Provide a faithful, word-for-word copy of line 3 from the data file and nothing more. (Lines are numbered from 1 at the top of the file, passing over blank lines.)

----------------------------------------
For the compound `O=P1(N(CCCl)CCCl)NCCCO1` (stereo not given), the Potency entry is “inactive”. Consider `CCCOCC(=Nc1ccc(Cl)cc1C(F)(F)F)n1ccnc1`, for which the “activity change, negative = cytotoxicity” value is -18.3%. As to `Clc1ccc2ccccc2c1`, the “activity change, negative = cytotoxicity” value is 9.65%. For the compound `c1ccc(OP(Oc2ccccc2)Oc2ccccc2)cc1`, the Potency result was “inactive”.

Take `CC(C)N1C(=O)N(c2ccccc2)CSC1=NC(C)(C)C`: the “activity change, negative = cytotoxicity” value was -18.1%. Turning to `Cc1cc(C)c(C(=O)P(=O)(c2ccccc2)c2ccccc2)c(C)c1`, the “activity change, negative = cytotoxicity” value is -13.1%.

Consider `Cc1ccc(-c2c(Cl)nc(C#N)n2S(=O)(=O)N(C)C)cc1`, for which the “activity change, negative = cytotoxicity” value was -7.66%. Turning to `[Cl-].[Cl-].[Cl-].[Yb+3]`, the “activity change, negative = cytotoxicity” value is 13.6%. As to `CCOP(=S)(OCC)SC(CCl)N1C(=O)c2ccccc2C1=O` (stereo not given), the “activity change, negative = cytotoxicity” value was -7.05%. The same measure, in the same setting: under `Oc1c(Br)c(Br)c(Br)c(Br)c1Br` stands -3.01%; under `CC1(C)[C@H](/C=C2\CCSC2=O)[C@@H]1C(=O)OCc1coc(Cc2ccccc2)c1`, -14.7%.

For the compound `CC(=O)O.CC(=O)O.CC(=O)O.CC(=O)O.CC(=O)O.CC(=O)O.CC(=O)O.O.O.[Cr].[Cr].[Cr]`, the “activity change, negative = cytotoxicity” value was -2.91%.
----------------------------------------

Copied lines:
Consider `Cc1ccc(-c2c(Cl)nc(C#N)n2S(=O)(=O)N(C)C)cc1`, for which the “activity change, negative = cytotoxicity” value was -7.66%. Turning to `[Cl-].[Cl-].[Cl-].[Yb+3]`, the “activity change, negative = cytotoxicity” value is 13.6%. As to `CCOP(=S)(OCC)SC(CCl)N1C(=O)c2ccccc2C1=O` (stereo not given), the “activity change, negative = cytotoxicity” value was -7.05%. The same measure, in the same setting: under `Oc1c(Br)c(Br)c(Br)c(Br)c1Br` stands -3.01%; under `CC1(C)[C@H](/C=C2\CCSC2=O)[C@@H]1C(=O)OCc1coc(Cc2ccccc2)c1`, -14.7%.